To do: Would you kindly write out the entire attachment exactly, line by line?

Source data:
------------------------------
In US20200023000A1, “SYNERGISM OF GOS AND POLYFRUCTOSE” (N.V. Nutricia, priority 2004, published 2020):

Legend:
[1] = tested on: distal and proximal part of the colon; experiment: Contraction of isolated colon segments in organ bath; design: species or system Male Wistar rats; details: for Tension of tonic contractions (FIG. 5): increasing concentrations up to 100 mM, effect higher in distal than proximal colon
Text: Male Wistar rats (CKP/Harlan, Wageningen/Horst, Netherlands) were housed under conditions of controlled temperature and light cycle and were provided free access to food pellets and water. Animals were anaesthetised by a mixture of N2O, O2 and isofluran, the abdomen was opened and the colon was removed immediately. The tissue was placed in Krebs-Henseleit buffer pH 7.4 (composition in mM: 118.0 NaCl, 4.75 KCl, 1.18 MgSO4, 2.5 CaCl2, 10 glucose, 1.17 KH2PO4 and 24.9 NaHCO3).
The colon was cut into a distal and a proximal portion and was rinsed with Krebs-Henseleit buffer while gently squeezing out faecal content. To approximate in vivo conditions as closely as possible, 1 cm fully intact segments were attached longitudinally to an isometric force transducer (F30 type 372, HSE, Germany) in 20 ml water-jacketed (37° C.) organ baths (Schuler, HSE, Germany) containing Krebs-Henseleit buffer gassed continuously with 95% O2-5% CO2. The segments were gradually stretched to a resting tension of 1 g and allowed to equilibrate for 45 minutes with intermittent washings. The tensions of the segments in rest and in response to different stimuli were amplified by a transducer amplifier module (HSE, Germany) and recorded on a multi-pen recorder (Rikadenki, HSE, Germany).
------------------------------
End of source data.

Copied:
In US20200023000A1, “SYNERGISM OF GOS AND POLYFRUCTOSE” (N.V. Nutricia, priority 2004, published 2020):

Legend:
[1] = tested on: distal and proximal part of the colon; experiment: Contraction of isolated colon segments in organ bath; design: species or system Male Wistar rats; details: for Tension of tonic contractions (FIG. 5): increasing concentrations up to 100 mM, effect higher in distal than proximal colon
Text: Male Wistar rats (CKP/Harlan, Wageningen/Horst, Netherlands) were housed under conditions of controlled temperature and light cycle and were provided free access to food pellets and water. Animals were anaesthetised by a mixture of N2O, O2 and isofluran, the abdomen was opened and the colon was removed immediately. The tissue was placed in Krebs-Henseleit buffer pH 7.4 (composition in mM: 118.0 NaCl, 4.75 KCl, 1.18 MgSO4, 2.5 CaCl2, 10 glucose, 1.17 KH2PO4 and 24.9 NaHCO3).
The colon was cut into a distal and a proximal portion and was rinsed with Krebs-Henseleit buffer while gently squeezing out faecal content. To approximate in vivo conditions as closely as possible, 1 cm fully intact segments were attached longitudinally to an isometric force transducer (F30 type 372, HSE, Germany) in 20 ml water-jacketed (37° C.) organ baths (Schuler, HSE, Germany) containing Krebs-Henseleit buffer gassed continuously with 95% O2-5% CO2. The segments were gradually stretched to a resting tension of 1 g and allowed to equilibrate for 45 minutes with intermittent washings. The tensions of the segments in rest and in response to different stimuli were amplified by a transducer amplifier module (HSE, Germany) and recorded on a multi-pen recorder (Rikadenki, HSE, Germany).